252 U.S. 341 (1920), 208, Hiawassee River Power Company v. Carolina-Tennessee Power Company

Docket Nº:No. 208
Citation:252 U.S. 341, 40 S.Ct. 330, 64 L.Ed. 601
Party Name:Hiawassee River Power Company v. Carolina-Tennessee Power Company
Case Date:March 22, 1920
Court:United States Supreme Court

Page 341

252 U.S. 341 (1920)

40 S.Ct. 330, 64 L.Ed. 601

Hiawassee River Power Company

v.

Carolina-Tennessee Power Company

No. 208

United States Supreme Court

March 22, 1920

Argued January 30, 1920

ERROR TO THE SUPREME COURT

OF THE STATE OF NORTH CAROLINA

Syllabus

The question whether a special act of a state legislature chartering a power company contravenes the equal protection and privileges and immunities clauses of the Fourteenth Amendment because it grants powers of eminent domain not conferred on a rival company organized under a general law is not necessarily decided by a ruling of a state trial court, in a suit by the former company against the latter to quiet title, admitting the special charter in evidence over defendant's objection that it is void under the state bill of rights and constitution and violates the Fourteenth Amendment, nor is such question raised in the state supreme court by an assignment alleging merely that the trial court erred in admitting such evidence, and not mentioning the Amendment. P. 342.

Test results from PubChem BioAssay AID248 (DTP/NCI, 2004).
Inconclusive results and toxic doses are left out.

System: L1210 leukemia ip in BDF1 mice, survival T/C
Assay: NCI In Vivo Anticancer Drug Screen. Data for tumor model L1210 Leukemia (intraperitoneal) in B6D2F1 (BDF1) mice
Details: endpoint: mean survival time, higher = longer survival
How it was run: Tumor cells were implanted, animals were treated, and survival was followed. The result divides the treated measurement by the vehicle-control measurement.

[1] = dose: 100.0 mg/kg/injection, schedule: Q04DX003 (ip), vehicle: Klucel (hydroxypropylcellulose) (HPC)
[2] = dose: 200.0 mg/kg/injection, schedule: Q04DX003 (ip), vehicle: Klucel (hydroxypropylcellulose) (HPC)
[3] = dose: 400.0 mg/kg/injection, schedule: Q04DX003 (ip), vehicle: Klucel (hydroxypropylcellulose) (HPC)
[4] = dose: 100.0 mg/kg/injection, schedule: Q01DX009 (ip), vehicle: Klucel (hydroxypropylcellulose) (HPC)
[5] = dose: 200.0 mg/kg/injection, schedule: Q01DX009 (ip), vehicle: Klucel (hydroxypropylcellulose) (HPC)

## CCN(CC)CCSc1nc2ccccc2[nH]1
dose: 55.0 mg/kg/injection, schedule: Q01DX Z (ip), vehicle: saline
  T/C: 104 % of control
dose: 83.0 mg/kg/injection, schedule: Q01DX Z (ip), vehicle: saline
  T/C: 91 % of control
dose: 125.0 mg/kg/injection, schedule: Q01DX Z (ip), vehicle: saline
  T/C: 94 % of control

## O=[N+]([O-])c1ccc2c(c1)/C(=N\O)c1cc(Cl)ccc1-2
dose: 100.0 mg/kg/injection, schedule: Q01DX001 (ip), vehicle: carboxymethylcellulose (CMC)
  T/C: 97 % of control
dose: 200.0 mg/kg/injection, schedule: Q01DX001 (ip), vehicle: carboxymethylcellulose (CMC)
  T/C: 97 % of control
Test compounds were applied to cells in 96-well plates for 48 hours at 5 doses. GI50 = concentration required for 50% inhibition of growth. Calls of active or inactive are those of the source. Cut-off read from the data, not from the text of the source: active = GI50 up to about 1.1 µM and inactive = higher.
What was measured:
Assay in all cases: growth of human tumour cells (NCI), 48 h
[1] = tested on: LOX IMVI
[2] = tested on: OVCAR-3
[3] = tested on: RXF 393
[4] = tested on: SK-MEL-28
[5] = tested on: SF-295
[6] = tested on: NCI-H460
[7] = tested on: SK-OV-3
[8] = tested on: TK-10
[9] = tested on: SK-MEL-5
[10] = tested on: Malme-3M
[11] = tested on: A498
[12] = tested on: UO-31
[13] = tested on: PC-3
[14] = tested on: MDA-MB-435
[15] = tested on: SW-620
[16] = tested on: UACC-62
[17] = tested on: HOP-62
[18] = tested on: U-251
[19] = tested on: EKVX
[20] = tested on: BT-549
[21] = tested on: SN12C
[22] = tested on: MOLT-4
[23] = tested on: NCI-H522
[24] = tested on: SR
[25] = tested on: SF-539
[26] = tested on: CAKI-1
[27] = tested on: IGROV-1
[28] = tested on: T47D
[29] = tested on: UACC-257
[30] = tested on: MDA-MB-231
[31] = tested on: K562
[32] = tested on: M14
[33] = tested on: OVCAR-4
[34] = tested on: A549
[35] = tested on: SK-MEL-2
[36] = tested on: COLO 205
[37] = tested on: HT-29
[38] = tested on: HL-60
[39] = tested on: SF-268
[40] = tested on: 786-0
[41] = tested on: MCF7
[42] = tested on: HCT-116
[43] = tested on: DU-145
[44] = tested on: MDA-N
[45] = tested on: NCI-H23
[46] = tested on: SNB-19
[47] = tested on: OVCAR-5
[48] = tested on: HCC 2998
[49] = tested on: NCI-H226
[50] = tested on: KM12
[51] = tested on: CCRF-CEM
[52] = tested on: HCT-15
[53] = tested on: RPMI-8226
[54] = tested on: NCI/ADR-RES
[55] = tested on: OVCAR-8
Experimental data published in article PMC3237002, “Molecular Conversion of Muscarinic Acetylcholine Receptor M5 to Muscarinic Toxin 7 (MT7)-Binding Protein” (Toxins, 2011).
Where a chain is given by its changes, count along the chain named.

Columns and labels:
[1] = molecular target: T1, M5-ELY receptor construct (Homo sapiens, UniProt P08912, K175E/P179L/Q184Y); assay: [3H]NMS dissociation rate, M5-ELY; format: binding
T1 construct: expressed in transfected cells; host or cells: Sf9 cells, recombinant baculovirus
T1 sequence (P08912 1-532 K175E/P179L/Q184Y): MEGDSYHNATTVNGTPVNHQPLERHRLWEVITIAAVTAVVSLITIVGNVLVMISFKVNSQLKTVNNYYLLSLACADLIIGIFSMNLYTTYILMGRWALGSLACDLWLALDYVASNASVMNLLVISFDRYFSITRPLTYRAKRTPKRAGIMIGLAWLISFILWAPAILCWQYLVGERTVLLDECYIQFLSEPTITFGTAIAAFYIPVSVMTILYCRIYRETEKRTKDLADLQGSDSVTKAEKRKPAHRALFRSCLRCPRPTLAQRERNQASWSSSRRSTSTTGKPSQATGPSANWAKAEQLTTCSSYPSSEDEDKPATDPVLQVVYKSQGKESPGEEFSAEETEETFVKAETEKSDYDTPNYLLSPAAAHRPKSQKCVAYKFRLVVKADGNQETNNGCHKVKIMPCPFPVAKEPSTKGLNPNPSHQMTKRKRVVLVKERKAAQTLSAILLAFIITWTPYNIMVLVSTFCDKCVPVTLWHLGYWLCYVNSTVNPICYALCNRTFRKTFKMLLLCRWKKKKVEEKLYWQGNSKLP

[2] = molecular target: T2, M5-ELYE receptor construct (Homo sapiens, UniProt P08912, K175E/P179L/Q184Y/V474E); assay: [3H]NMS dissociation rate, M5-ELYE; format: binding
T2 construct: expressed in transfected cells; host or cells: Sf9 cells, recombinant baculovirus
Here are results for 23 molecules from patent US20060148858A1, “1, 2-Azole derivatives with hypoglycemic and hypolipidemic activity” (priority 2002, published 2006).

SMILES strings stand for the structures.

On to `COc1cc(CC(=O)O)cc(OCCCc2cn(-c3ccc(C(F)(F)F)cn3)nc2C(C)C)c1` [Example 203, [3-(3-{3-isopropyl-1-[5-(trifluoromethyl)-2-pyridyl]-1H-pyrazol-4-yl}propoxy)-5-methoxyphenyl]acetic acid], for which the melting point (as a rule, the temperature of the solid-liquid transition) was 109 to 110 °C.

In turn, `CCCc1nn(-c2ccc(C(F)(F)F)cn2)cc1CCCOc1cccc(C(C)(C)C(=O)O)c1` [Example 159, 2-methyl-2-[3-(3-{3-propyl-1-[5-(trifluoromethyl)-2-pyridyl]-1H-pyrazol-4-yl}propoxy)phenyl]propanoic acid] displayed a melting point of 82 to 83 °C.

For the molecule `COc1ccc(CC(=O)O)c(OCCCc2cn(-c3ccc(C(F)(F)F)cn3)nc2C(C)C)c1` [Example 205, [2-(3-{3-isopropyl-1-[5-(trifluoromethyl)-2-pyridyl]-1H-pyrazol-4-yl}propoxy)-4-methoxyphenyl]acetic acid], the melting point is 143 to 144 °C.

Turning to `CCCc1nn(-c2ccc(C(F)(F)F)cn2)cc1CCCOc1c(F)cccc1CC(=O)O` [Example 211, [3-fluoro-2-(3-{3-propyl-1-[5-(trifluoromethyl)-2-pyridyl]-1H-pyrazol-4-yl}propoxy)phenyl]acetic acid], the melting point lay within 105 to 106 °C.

A constitutional question not presented by assignment of errors or otherwise, or passed upon, in the state supreme court does not afford jurisdiction under Jud.Code, § 237; an attempt to raise it by the petition for a writ of error from this Court and the assignment filed here is too late, and allowance of the writ by the chief justice of the state court does not cure the omission. P. 343.

Writ of error to review 175 N.Car. 668 dismissed.

The case is stated in the opinion.

Page 342

BRANDEIS, J., lead opinion

MR. JUSTICE BRANDEIS delivered the opinion of the Court.

The Carolina-Tennessee Power Company, a public utility, was incorporated by a private law of North Carolina with broad powers, including that of taking by eminent domain riparian lands of and water rights in any nonnavigable stream of the state. It filed locations for two hydroelectric plants on the Hiawassee River and proceeded to acquire by purchase and by condemnation the lands and water rights necessary for that development. Thereafter, the Hiawassee River Power Company was organized under the general laws of the state, and threatened to locate and develop on that river hydroelectric plants which would necessarily interfere with the development undertaken by the Carolina-Tennessee Company. The latter brought in the Superior Court of Cherokee County a suit in the nature of a bill to quiet title. The case was tried in that court with the aid of a jury. Many issues of fact were raised, and many questions of state law presented. A decree entered for the plaintiff below was reversed by the supreme court of the state, and a new trial was ordered. ...

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